Incarceration protects us. Period.

      What is the recidivism rate for murderers? How many juvenile offenders grew up to repeat as adults?

      Not very high. Almost all 1st degree murderers die in prison.

      Is it moral to maintain a justice system that punishes the innocent and makes them pay with their lives, for the unwillingness to execute capital punishment?,/i>

      No. But that is not what happens. Not by a long shot.

      • http://twitter.com/MarkSoFla Mark

        Bray – What is the recidivism rate for murderers? How many juvenile offenders grew up to repeat as adults?

        E Fink – Not very high. Almost all 1st degree murderers die in prison.

        Rabbis and lawyers, always adding qualifiers! :-)

        What is the recidivism rate of murderers? Not those convicted of the legal construct we call “1st degree murder”. Also, please try to keep in mind that “recidivism” doesn’t only mean “after prison/jail”.

  • Dudley Sharp

    Prof K makes a number of common errors in the deterrence discussion.

    This should help clear the fog.

    “Deterrence and the Death Penalty: A Reply to Radelet and Lacock”
    http://homicidesurvivors.com/2009/07/02/deterrence-and-the-death-penalty-a-reply-to-radelet-and-lacock.aspx

    “Death Penalty, Deterrence & Murder Rates: Let’s be clear”
    http://prodpinnc.blogspot.com/2009/03/death-penalty-deterrence-murder-rates.html

    23 recent deterrence studies finding for deterrence, Criminal Justice Legal Foundation,
    http://www.cjlf.org/deathpenalty/DPDeterrence.htm

  • Sean – Sammie – Philo.

    Your argument is not true or at least not proven. It is impossible to prove that the incarcerated prisoners are not going to murder someone in prison or break out and repeat their actions. Your argument in standard form as far as we have gathered is as follows

    M is J if and only if S.
    Only S if D.
    P is not D
    —————————–
    Thus, M of P is not J

    M being murder
    J is moral
    S is self defense
    D is imminent danger
    P is prisoner(s)

    If this was your intended argument you may want to think of a proof of how prisoners do not pose any imminent threat.

    your line “P is not D” is not proven. Therefore you cannot prove your conclusion. The premises must support the conclusion for a strong or true argument and in this case that is not how things play out.

    • http://finkorswim.com rabbifink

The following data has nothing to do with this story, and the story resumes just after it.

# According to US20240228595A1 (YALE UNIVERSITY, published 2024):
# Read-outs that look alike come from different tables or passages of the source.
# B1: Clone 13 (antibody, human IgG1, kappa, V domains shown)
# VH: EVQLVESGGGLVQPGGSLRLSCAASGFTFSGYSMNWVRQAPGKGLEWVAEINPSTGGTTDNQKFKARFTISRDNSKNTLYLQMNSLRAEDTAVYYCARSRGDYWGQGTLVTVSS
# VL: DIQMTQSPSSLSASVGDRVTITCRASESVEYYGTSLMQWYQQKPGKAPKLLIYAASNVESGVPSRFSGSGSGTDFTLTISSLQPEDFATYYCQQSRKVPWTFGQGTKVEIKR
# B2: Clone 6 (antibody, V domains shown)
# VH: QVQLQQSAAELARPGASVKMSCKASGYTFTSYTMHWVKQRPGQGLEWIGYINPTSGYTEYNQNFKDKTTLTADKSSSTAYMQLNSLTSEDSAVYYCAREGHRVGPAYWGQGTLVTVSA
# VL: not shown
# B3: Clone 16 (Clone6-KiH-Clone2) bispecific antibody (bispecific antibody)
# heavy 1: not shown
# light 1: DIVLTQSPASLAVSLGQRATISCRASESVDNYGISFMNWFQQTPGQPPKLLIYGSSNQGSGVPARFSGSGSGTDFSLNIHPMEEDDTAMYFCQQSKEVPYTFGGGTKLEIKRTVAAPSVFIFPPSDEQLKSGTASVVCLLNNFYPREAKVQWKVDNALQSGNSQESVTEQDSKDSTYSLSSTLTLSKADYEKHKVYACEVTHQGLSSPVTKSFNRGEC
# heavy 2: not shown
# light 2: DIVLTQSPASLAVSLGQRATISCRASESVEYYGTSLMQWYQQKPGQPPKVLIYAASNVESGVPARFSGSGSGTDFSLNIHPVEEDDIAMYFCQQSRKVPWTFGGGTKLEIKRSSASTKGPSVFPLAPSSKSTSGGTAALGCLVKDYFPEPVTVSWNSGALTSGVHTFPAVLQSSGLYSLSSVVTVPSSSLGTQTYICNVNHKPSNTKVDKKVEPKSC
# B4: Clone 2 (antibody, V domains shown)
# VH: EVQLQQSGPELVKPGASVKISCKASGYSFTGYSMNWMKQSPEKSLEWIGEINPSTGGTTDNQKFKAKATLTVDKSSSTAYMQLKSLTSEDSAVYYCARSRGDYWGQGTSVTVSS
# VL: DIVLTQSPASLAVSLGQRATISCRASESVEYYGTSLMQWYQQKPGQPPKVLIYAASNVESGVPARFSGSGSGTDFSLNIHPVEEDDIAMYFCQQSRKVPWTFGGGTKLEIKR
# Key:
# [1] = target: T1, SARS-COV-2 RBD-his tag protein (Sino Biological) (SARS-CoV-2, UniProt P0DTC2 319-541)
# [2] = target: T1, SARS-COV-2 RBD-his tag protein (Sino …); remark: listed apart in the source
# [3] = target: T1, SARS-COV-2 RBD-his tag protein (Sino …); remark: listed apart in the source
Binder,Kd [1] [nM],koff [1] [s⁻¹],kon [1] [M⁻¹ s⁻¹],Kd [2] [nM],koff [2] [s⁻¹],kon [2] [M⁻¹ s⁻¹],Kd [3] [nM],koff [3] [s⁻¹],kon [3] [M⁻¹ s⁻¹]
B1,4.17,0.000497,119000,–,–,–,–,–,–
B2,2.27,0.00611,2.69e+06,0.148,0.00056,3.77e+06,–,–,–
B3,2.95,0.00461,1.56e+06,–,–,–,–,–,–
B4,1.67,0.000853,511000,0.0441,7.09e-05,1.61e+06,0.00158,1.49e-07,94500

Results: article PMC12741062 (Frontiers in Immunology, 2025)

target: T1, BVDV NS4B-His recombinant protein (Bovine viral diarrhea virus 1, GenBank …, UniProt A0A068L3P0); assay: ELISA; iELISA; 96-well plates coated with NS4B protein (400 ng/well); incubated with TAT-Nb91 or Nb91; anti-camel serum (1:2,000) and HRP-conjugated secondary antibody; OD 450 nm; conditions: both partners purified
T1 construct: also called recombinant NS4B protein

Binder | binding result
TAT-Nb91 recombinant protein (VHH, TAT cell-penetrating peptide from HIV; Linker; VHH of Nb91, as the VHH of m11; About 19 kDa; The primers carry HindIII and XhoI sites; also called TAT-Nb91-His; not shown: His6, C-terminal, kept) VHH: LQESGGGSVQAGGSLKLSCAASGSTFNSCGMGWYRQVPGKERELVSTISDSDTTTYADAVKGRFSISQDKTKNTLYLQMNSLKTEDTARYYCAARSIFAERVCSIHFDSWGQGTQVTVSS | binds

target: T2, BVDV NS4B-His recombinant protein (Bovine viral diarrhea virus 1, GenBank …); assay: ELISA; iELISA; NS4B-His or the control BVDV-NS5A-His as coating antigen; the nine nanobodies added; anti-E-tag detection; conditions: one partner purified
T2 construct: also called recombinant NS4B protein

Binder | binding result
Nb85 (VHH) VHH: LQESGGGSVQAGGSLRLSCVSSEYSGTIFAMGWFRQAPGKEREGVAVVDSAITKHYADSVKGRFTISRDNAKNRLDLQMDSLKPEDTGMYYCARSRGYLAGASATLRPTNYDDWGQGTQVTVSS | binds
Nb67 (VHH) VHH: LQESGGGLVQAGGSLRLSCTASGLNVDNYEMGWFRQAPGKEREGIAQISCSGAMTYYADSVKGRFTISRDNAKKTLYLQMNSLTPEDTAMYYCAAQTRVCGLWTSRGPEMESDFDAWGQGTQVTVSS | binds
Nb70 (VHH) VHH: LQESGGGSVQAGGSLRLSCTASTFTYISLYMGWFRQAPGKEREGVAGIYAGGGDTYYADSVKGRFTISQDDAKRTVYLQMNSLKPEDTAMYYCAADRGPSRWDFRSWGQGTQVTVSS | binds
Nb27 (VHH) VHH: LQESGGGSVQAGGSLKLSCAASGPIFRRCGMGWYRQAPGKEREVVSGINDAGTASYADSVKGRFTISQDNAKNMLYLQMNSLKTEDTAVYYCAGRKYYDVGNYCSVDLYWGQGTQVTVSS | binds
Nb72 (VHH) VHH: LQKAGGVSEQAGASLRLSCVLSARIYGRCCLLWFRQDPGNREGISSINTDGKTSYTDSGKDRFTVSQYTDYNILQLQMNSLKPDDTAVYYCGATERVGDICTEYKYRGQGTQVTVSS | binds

Once incarcerated the murderer can be isolated. It is entirely possible to preempt any further murders by a murderer. The fact that we don’t just shows that we as a society don’t care enough (justifiably or not) about our prisoners.

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  • http://twitter.com/shlomoabraham Shlomo Abraham

    You kicked me here from Twitter re: Troy Davis.

    Your arguments are based on the precarious point that ‘government isn’t different’. Government is fundamentally very different. Society empowers government to act on their behalf, and that moral authority permits justice to be exacted by society in ways that individuals cannot. Courts can compel people to pay fines, for an individuals that is called blackmail. Courts can deprive people of their freedoms through incarcerations; if an individual did that it would be kidnapping. And courts can deprive people of their lives, individuals cannot.

    Your entire argument could be re-written to apply to most forms of court-administered punishment, which I’m guessing you would then disagree with.

  • ugh.

    None of the people posting comments on here did any research. The recidivism rate is two thirds. The rate for sex offenders if 86%. Recidivism means REPEAT OFFENDERS. And yes, studies have shown that when executions increase, murder rates decrease. All of you sound ignorant, don’t argue without research. Give actual numbers or shut up.

  • Tony

    You don’t morally argue your point. A moral argument is something like a Modus Ponens where you affirm the antecedent, or a Modus Tollens where you deny the consequent. What you did was argue using the law which is also a debatable topic by looking at the universal law. To make your stand point stronger you should have used explicit premises and argued with some Moral Theory.